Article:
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Bread Making ~ Challah

November 30, 2010

This, being the introductory bread post we’ll start off with a Direct Dough bread meaning bread with a single mixing cycle and one that will be done in a few hours from start to finish. Challahs versatility(from sandwiches to french toast) and its distinct look has quickly made this our everyday bread. So let’s get started.

The recipe that follows is taken from Peter Reinharts, The Bread Baker’s Apprentice. If you only get one bread book this would be my pick. It’s comprehensive, but will have you baking amazing bread in no time. So here’s the recipe.


  • 4 cups  (18 oz) Unbleached Bread Flour
  • 2 tbsp  (1 oz) Granulated Sugar
  • 1 tsp     (.25 oz) Salt
  • 1 1/3 tsp (.15 oz) Instant Yeast
  • 2 tbsp   (1 oz) Vegetable Oil
  • 4 Eggs
  • 3/4 cup Water

Stir together flour, sugar, salt, and yeast in a large mixing bowl. For this recipe I prefer to substitute the sugar for chestnut honey. If doing so combine the honey with the other wet ingredients. In a small saucepan combine the oil, (I use olive oil) two eggs plus two yolks reserving the whites for later, water and 2 tbsp honey if using. Whisk over medium heat until luke warm(90-100 degrees F). This will help kickstart the yeast. Pour the egg mixture into the flour mixture. Mix to form a ball. Add a small amount of extra water if needed.

Transfer dough to a lightly floured surface and knead for about 10 mins(or 6 minutes in a mixer, but that’s cheating). You want the dough to be soft and slightly tacky but not sticking to your hands. That’s why it says 10 minutes damnit!

Lightly oil a large bowl(spray oil works great for this). Form your dough into a ball using the edges of your hands to pinch the dough together on the underside of the ball, creating surface tension on the top(hope that made sense). Place the dough in the bowl,rolling it to coat with oil. Cover the bowl with plastic wrap and ferment at room temperature for 1 hour.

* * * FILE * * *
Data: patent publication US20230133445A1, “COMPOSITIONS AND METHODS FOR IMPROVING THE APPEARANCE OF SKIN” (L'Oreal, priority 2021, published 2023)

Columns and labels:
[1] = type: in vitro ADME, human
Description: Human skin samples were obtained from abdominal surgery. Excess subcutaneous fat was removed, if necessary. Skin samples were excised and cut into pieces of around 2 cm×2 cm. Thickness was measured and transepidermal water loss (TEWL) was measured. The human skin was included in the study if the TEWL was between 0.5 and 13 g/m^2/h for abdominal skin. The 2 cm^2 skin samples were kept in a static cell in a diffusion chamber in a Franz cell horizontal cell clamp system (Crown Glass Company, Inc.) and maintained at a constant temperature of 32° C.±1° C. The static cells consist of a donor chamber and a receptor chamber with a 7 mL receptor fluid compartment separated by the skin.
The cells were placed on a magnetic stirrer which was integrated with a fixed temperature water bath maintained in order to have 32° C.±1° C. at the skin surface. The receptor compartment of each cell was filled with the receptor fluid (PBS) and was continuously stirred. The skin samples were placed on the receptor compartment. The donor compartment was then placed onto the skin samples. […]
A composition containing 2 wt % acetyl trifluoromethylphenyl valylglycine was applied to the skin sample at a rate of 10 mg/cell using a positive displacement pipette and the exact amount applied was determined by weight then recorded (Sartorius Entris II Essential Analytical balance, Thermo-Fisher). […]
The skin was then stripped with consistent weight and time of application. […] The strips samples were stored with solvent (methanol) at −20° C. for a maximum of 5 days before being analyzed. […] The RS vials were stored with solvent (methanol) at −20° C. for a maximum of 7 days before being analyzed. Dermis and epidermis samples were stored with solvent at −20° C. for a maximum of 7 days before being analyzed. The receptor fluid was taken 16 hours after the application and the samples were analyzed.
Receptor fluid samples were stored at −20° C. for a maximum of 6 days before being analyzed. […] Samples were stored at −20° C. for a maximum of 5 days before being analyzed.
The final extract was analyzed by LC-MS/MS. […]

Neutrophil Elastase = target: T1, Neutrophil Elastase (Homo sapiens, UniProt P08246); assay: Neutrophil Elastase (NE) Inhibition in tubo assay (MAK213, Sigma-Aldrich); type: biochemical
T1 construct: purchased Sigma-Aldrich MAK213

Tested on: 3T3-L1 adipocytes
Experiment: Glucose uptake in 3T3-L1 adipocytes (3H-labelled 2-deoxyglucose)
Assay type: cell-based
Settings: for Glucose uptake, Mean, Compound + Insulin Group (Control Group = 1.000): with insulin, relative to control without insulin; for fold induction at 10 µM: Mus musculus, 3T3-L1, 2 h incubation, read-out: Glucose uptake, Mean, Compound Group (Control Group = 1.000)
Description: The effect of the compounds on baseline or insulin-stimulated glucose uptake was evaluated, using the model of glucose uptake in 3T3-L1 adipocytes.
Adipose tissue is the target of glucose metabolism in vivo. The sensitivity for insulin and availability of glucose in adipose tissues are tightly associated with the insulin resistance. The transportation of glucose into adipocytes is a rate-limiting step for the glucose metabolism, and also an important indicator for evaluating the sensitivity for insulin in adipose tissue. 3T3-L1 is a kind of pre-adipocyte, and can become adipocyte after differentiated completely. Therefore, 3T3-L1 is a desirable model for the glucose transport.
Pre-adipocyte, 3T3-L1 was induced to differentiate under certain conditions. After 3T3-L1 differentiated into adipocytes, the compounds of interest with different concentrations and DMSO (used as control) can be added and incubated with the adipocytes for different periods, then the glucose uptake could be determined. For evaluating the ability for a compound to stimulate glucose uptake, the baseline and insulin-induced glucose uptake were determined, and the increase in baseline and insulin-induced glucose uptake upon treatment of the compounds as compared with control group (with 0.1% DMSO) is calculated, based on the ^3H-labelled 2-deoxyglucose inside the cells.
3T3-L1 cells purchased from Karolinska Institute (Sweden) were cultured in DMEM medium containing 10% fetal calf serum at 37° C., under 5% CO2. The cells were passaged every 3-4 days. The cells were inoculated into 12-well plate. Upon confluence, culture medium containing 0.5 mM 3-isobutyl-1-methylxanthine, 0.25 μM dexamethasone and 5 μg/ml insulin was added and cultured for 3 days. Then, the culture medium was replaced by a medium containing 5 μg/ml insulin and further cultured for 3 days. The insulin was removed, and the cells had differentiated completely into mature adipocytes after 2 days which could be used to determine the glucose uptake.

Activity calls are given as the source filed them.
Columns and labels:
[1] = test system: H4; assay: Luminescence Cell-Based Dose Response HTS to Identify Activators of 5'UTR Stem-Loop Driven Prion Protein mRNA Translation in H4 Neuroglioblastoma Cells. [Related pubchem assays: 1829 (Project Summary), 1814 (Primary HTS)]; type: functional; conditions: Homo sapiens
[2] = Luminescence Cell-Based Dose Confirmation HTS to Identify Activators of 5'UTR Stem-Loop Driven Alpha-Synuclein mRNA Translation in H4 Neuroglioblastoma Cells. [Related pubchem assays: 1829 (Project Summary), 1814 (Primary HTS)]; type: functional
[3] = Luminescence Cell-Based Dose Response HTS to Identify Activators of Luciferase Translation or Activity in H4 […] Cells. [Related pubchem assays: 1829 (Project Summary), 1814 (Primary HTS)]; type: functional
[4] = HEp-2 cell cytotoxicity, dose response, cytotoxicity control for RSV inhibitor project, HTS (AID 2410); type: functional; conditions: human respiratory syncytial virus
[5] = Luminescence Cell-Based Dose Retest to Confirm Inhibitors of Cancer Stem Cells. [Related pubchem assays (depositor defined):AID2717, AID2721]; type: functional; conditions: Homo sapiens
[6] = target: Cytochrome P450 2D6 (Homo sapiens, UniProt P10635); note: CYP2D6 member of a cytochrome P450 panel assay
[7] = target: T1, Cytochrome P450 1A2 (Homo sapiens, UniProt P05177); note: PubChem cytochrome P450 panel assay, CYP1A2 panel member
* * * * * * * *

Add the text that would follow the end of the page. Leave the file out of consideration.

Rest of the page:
Remove the dough from the bowl and knead for 2 minutes(Ahh that’s more like it!) Re-form the dough into a ball and return to the bowl, cover with plastic wrap and ferment for another hour. The dough should be at least 1 1/2 times its original size.

Remove the dough and divide into 3 equal pieces(this is where a scale comes in handy). Form each piece into a ball and leave to rest on the counter for 10 mins covering with a towel.

Roll out the pieces into strands about 14 inches long, thicker in the middle and slightly tapered towards the ends. Braid the strands(guys get a woman to help). I like to work from the middle towards myself and then in reverse to complete the other half(shaping methods are described in detail in the book). Transfer the braided loaf to a baking sheet lined with parchment paper. Whisk together the two egg whites until frothy. Brush the loaf with the egg whites then mist with spray oil. Cover with plastic wrap and proof at room temperature for 60-75 minutes(baking bread aint for short attention spans).

Preheat oven to 350 F. Brush loaf again with egg wash then sprinkle with sesame or poppy seeds(I use both).

Bake on the pan for 30-45 minutes. The bread should be a rich golden brown and register 190F in the centre.

When done, trnsfer the loaf to a rack to cool for an hour before slicing (good luck!).

3 Comments leave one →
  1. November 30, 2010 11:33 pm

    Challah is one of my favorites. Thanks for posting a recipe. I love making french toast with this type of bread. Soaks up all the goodness. This looks awesome. I bet it tastes so good right out of the oven. Do you have to use bread flour? Can you use all-purpose flour?

    • December 1, 2010 7:16 am

      You could use all purpose flour but it really is worth getting bread flour for this recipe. The bread flour will help in forming the braids because of the higher gluten content. It will give a nicer finished product.

  2. Janet Barton permalink
    December 1, 2010 7:18 am

    Looks fabulous as alwasy! Wish I was having another piece today!!!! Have fun!!!!!!!!!!

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